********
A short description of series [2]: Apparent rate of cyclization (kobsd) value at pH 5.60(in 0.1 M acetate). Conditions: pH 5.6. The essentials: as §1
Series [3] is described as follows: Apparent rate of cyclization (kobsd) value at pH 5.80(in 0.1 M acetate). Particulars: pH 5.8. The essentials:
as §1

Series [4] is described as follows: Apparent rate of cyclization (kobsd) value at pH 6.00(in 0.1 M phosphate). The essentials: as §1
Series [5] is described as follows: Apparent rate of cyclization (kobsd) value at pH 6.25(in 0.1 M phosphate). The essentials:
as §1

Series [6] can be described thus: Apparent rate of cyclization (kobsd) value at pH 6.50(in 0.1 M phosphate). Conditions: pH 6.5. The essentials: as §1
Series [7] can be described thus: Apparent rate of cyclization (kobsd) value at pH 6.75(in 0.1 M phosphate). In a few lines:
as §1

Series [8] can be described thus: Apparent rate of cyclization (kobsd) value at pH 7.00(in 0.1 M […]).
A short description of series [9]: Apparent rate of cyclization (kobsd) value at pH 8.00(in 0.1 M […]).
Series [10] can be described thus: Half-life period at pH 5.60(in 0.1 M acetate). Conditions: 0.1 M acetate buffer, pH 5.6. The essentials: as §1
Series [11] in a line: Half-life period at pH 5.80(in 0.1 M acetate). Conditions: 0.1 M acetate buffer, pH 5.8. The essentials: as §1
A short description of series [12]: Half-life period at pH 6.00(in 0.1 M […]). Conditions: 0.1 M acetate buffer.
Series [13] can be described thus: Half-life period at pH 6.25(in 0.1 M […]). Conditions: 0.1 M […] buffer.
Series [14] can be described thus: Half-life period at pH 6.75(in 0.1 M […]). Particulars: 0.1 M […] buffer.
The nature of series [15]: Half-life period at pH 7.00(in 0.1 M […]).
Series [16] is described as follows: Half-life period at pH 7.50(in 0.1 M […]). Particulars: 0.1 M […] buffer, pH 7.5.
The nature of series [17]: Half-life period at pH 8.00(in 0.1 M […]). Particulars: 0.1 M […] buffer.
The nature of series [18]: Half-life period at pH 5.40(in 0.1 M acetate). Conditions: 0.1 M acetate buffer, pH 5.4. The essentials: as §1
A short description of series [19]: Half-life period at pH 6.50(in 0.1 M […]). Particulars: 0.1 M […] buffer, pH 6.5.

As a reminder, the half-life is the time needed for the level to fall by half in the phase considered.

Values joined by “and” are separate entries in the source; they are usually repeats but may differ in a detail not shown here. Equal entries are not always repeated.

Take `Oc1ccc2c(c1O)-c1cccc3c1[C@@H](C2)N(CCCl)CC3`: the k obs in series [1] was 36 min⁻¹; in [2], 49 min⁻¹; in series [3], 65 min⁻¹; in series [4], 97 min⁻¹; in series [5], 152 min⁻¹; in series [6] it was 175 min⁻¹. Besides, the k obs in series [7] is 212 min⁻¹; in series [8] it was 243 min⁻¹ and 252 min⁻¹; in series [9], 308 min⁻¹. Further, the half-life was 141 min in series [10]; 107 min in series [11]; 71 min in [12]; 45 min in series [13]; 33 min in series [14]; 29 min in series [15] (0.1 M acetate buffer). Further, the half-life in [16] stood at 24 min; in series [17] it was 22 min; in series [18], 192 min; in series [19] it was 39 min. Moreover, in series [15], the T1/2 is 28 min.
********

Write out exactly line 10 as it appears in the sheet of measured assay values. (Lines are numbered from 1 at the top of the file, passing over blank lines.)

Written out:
Series [8] can be described thus: Apparent rate of cyclization (kobsd) value at pH 7.00(in 0.1 M […]).